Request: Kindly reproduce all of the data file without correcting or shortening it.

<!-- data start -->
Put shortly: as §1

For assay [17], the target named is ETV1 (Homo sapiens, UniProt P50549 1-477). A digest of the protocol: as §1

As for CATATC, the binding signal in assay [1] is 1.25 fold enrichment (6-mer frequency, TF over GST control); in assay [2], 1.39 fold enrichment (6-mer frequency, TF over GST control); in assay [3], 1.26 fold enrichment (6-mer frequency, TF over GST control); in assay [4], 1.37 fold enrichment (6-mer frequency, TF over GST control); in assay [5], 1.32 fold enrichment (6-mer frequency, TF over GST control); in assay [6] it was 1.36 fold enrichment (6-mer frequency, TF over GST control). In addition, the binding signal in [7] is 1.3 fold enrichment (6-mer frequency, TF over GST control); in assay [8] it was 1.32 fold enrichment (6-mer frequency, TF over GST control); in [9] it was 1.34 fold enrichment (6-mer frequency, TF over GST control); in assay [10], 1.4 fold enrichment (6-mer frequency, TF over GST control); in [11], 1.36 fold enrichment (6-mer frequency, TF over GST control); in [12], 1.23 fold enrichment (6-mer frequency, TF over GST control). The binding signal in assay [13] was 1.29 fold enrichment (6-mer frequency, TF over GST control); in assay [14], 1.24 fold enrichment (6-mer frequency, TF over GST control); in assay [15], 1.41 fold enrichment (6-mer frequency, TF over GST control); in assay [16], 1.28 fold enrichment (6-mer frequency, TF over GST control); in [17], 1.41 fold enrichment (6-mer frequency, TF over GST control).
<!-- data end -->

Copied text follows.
Put shortly: as §1

For assay [17], the target named is ETV1 (Homo sapiens, UniProt P50549 1-477). A digest of the protocol: as §1

As for CATATC, the binding signal in assay [1] is 1.25 fold enrichment (6-mer frequency, TF over GST control); in assay [2], 1.39 fold enrichment (6-mer frequency, TF over GST control); in assay [3], 1.26 fold enrichment (6-mer frequency, TF over GST control); in assay [4], 1.37 fold enrichment (6-mer frequency, TF over GST control); in assay [5], 1.32 fold enrichment (6-mer frequency, TF over GST control); in assay [6] it was 1.36 fold enrichment (6-mer frequency, TF over GST control). In addition, the binding signal in [7] is 1.3 fold enrichment (6-mer frequency, TF over GST control); in assay [8] it was 1.32 fold enrichment (6-mer frequency, TF over GST control); in [9] it was 1.34 fold enrichment (6-mer frequency, TF over GST control); in assay [10], 1.4 fold enrichment (6-mer frequency, TF over GST control); in [11], 1.36 fold enrichment (6-mer frequency, TF over GST control); in [12], 1.23 fold enrichment (6-mer frequency, TF over GST control). The binding signal in assay [13] was 1.29 fold enrichment (6-mer frequency, TF over GST control); in assay [14], 1.24 fold enrichment (6-mer frequency, TF over GST control); in assay [15], 1.41 fold enrichment (6-mer frequency, TF over GST control); in assay [16], 1.28 fold enrichment (6-mer frequency, TF over GST control); in [17], 1.41 fold enrichment (6-mer frequency, TF over GST control).